Dan and I have been re-reading “Things I Have Learned” by Dr. Bob Jones, Sr. One of his messages was about “Rabbit Chasers.” It has to do with a “Possum” dog getting sidetracked by a Rabbit. [More about that later.]

The day after reading that part, I was looking out our kitchen window and spotted the four Sandhill Cranes in our side yard. They come by frequently. It is a mom, dad, and two juveniles.

About that time a rabbit appeared close to the house next door. [He was in our front yard on Easter Morning when we back out on the way to church. Yeah! The Easter Bunny!, I told Dan.] The rabbit was minding his own business when the “guard” Sandhill took out after him. Now, I call that Sandhill a “rabbit chaser.”

Sandhill Crane with Wings Spread – Threatening ©Maria Michell Pixabay

This is not the first time we have watched a Sandhill take-off after an animal. Years, ago, we were watching several Sandhill Cranes walking through the travel-trailer park where we were staying. A small kitten, thought he would “take on” one of these tall birds. The Sandhill opened up his wings, making him look “really big” and took two steps toward the small cat. Haven’t seen a cat run that fast in a long time. :)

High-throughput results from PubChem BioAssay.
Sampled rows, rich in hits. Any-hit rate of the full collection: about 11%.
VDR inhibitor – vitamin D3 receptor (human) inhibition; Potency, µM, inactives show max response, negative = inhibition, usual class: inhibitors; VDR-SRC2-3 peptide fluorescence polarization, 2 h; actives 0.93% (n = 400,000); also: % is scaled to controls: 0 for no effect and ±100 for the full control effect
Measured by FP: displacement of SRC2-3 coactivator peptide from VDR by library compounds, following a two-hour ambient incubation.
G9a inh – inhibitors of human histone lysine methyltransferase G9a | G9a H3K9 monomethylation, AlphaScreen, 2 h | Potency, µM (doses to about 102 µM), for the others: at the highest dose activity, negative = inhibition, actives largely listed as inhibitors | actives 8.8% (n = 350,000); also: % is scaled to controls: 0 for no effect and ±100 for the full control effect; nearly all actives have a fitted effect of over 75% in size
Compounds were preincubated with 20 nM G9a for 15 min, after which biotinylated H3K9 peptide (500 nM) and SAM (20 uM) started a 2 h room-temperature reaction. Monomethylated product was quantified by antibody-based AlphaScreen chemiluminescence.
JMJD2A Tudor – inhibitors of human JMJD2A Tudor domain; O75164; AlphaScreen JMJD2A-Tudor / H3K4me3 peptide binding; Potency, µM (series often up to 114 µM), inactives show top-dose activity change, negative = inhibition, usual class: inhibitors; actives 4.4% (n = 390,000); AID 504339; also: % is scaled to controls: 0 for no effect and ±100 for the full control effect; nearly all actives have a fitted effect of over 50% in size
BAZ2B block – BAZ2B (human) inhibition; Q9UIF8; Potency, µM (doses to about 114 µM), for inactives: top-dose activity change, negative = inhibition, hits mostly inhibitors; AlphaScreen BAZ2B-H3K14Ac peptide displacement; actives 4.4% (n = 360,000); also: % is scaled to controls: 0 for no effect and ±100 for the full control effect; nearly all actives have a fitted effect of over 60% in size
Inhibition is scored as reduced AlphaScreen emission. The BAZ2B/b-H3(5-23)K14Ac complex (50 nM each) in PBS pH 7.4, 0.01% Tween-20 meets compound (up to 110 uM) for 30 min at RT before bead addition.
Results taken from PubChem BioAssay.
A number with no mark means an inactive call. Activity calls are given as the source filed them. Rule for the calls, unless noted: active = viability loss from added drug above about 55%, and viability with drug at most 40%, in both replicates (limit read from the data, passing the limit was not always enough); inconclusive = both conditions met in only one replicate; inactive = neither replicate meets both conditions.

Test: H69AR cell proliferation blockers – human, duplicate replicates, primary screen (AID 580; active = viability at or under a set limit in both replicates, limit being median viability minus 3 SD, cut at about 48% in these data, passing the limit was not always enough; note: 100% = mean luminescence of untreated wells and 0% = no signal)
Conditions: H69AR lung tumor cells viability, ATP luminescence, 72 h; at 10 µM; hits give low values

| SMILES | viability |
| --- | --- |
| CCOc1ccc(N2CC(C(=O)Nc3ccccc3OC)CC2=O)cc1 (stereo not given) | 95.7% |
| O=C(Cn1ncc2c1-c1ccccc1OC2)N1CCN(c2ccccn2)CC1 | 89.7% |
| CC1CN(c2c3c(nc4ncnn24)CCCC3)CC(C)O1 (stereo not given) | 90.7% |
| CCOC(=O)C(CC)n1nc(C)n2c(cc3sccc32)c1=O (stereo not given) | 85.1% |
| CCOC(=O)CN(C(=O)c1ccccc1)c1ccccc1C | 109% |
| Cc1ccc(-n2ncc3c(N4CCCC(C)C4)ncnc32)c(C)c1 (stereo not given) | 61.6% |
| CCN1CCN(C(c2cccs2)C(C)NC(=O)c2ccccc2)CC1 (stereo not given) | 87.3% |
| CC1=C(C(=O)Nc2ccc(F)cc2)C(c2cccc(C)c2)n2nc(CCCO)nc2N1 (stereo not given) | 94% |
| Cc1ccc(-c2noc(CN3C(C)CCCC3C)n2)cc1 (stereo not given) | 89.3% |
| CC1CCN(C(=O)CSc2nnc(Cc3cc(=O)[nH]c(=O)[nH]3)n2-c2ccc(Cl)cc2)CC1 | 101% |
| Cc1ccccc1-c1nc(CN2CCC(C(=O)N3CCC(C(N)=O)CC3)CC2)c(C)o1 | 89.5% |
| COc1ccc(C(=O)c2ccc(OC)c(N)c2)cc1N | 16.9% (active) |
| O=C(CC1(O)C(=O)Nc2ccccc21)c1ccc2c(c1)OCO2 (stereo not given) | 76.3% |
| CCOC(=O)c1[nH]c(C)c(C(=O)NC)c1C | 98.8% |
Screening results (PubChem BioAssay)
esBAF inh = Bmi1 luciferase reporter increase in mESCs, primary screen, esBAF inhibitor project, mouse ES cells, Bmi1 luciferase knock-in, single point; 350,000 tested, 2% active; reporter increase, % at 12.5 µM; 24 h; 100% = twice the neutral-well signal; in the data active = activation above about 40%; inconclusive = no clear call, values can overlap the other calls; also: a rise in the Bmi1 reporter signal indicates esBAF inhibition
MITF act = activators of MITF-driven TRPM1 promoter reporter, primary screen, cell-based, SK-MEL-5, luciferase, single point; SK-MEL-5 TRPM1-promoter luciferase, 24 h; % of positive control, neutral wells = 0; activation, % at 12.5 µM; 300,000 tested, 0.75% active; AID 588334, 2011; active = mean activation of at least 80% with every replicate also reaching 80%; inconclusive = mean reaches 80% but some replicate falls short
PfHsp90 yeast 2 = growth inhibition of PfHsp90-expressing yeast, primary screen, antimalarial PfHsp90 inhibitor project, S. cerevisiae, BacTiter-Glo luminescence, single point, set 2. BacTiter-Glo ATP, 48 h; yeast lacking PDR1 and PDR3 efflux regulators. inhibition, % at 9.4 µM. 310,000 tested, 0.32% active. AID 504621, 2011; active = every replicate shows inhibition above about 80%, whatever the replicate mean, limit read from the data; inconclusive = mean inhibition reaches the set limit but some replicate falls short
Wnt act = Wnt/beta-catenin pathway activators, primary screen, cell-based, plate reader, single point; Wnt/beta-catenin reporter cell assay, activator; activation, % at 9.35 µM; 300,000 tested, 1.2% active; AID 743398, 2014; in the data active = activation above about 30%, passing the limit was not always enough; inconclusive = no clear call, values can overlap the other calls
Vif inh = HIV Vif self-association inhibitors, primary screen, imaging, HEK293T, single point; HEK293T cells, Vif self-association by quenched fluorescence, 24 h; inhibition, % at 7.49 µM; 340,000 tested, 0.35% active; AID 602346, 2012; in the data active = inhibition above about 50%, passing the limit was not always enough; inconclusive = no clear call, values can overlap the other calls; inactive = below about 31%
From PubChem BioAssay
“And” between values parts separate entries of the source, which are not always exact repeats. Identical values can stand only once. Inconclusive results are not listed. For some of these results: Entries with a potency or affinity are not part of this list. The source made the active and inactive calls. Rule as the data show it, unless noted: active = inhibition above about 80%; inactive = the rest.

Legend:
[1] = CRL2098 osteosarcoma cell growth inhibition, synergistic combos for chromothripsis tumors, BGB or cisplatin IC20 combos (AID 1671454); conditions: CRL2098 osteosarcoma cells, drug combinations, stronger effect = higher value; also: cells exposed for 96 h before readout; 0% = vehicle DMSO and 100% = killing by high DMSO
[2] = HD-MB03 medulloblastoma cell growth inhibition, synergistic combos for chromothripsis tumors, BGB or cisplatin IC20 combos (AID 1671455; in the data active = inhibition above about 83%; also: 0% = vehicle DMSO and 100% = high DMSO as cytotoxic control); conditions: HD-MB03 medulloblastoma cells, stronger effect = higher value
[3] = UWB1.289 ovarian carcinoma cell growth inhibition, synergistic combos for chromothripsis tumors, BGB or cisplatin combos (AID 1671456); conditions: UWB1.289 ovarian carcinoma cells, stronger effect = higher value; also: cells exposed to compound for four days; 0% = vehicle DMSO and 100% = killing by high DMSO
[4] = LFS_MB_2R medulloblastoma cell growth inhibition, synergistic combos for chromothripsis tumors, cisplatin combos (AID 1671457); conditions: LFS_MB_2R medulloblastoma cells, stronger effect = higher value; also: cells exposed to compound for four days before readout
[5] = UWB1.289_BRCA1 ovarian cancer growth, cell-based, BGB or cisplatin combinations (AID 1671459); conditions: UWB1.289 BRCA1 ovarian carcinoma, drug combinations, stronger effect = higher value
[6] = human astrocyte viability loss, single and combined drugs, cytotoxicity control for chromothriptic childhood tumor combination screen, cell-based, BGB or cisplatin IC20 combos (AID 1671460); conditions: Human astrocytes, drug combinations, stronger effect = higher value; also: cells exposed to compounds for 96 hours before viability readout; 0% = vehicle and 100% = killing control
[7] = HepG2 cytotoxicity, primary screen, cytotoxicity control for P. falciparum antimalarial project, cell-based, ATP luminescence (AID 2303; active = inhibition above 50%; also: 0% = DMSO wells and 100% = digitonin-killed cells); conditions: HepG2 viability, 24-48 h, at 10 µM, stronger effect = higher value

Back to the book and the “Rabbit Chasers.” To shorten the message, it was about what a good “Possum” dog does, compared to a “Rabbit Chaser.” A good dog will go over hill and dale, through water, etc. and never gets off of the trail until he either trees his opossum, or he loses it. On the other hand, a dog that starts on the scent of his prey, comes across the trail of a rabbit, and changes course to follow the rabbit, is a “Rabbit Chaser.”

This Dog Adopted His Opossum. Back to the drawing board.

Dr. Bob takes that story and tells the students in chapel, to finish what they started. [“Finish The Job” was another of his saying.] The student starts college and then they meet a girl or boy, they start wavering about finishing. There are other things to get us off-track also. [Sound familiar] He mentions other things, but basically, he was challenging the students to stay on course and finish what they started. A very good lesson for all of us. I had hoped to find an online version to share a link to, but it doesn’t seem to be available. The book is still available. Things I Have Learned at the school.